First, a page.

Marek Spinka

Marek Spinka
Czech University of Life Sciences Prague | CULS · Department of Ethology and Companion Animal Science

Doctor of Philosophy

About

129
Publications
33,664
Reads
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3,944
Citations
Additional affiliations
April 1998 - June 1998
University of Colorado Boulder
Position
  • Fulbright scholar
January 1987 - May 2016
Institute of Animal Science, Prague
Position
  • Senior Researcher
September 1976 - June 1981
Charles University in Prague
Position
  • Master's Student

Publications

Publications (129)
Article
Full-text available
The aim of this study was to map farm animal welfare university education in an enlarged Europe with emphasis on identifying existing differences and gaps. Information on 210 courses dealing with farm animal welfare from 98 universities in 26 European countries were obtained. Statistical analysis was carried out on 155 of these courses within anima...
Article
Full-text available
Vocal expression of emotions has been observed across species and could provide a non-invasive and reliable means to assess animal emotions. We investigated if pig vocal indicators of emotions revealed in previous studies are valid across call types and contexts, and could potentially be used to develop an automated emotion monitoring tool. We perf...
Preprint
Full-text available
Most dairy calves are housed individually in their early ontogeny but there is an increasing interest in housing calves socially. Social housing has many positive effects on calf welfare including an advantage of social buffering, i.e., when negative effects of stress are mitigated through social support of familiar conspecific. So far, social buff...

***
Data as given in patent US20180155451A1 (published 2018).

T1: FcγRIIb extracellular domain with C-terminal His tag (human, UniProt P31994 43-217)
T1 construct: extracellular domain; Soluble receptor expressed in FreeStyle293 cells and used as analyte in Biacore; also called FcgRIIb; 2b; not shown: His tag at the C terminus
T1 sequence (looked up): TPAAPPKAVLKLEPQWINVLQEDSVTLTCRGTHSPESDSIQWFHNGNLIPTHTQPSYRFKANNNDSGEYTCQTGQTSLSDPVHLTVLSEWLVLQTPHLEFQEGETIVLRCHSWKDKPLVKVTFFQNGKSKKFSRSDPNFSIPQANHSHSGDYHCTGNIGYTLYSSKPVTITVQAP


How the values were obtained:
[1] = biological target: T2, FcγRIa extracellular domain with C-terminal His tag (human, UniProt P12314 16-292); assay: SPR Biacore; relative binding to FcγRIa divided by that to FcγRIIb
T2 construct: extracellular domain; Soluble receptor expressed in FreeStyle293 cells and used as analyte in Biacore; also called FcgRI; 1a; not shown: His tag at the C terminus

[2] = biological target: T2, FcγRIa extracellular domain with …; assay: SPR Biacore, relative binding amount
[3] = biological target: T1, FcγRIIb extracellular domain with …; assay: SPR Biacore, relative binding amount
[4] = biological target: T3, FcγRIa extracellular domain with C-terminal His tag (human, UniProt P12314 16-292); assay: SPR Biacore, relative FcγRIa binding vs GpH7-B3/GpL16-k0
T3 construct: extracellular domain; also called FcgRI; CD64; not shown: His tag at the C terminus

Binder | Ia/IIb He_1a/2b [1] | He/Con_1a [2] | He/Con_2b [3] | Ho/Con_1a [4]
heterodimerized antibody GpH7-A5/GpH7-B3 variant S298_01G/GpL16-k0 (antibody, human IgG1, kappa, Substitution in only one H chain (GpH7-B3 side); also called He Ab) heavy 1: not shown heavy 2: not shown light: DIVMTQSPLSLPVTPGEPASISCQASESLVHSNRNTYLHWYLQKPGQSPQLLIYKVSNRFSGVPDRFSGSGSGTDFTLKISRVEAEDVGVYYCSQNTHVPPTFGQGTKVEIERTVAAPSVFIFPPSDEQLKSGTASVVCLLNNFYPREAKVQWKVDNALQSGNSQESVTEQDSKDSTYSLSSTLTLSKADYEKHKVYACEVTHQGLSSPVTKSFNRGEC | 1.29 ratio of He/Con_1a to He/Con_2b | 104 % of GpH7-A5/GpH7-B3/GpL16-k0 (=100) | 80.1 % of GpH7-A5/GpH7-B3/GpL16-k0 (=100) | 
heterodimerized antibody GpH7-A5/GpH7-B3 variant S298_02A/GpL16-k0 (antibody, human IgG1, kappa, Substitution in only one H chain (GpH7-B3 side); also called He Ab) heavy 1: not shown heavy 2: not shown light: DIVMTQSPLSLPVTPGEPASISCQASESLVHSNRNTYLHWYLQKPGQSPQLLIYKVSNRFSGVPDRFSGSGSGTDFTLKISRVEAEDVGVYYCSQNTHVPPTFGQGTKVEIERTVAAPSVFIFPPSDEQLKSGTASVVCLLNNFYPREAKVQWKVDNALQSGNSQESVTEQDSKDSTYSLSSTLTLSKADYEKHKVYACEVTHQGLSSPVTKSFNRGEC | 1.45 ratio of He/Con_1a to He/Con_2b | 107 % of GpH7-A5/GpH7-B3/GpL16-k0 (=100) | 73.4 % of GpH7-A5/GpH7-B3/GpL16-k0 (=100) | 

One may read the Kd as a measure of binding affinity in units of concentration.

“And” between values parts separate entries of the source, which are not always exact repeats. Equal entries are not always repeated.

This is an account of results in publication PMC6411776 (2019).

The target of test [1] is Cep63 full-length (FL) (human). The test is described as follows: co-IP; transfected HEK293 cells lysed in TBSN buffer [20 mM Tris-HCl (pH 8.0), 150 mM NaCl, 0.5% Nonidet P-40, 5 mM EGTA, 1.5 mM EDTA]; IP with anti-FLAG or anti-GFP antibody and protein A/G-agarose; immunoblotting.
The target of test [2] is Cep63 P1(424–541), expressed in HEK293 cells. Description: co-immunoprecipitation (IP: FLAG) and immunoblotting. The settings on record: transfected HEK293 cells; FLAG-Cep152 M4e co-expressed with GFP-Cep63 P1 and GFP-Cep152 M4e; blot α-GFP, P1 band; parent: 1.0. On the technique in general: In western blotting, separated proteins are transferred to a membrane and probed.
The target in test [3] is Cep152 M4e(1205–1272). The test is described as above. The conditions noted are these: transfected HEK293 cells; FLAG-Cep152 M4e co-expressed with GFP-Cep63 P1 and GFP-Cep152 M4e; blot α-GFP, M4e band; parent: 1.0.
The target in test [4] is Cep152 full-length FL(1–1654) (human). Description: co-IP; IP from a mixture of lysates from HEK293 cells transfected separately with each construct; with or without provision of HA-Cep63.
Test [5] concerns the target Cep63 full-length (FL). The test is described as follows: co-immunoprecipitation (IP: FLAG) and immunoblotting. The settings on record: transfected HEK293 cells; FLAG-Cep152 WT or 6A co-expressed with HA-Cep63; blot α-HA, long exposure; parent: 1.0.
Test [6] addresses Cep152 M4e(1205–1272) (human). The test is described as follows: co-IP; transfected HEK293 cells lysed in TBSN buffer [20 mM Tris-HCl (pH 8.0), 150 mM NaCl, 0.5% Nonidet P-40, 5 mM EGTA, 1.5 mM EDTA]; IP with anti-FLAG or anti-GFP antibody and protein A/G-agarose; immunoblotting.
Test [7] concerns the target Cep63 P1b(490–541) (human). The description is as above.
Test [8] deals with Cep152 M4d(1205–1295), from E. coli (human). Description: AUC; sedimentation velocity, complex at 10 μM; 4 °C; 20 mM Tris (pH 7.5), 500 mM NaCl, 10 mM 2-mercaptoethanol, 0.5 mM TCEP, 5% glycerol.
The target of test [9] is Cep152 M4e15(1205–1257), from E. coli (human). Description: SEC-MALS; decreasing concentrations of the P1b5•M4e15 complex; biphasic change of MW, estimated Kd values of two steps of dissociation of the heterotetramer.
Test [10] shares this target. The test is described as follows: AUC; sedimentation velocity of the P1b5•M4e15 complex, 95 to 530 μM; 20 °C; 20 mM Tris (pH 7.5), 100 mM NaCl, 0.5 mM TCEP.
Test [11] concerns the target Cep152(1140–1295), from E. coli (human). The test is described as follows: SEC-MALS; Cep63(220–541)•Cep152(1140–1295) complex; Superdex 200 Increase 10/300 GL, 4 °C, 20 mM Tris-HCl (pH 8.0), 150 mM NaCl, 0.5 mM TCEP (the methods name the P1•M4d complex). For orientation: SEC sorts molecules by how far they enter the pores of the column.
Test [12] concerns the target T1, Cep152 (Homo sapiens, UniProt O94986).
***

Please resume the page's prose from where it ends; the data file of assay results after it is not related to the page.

Article
Full-text available
Behavioural cooperation is under intense research. Yet, popular experimental paradigms often employ artificial tasks, require training, or do not permit partner choice, possibly limiting their biological relevance. We developed the joint log-lift task, a social foraging paradigm in which animals have to jointly lift a log to each obtain a food rewa...
Article
Full-text available
Individual housing of dairy calves prevails in Europe and North America despite its negative effects on calf development. One of the main reasons is that farmers find individual housing of calves more practical than group housing. A compromise between practice and welfare could be housing calves in pairs. Therefore, we aimed to compare health, feed...
Article
Full-text available
Play is a strong outwardly directed, emotional behaviour and can contagiously spread between individuals. It has been suggested that high-playing animals could ‘seed’ play in others, spreading positive affective states. Despite the current interest in play contagion there has been no previous attempt to measure the strength of the play contagion ef...
Conference Paper
Prosocial behaviours have mainly been studied for their proximate mechanisms and evolutionary functions, especially in cognitive biology and behavioural ecology, but their implications for animal welfare remain poorly understood. This is due to a lack of research rather than null findings. We developed a paradigm to encourage cooperative behaviour...
Article
As dairy cows’ needs and demands change over the different phases of their reproductive cycle, regrouping is common practice in dairy farming to facilitate management and handling. However, social instability associated with regrouping is known to have negative effects on the cows, including disturbances in their lying behaviour. In this study, we...
Article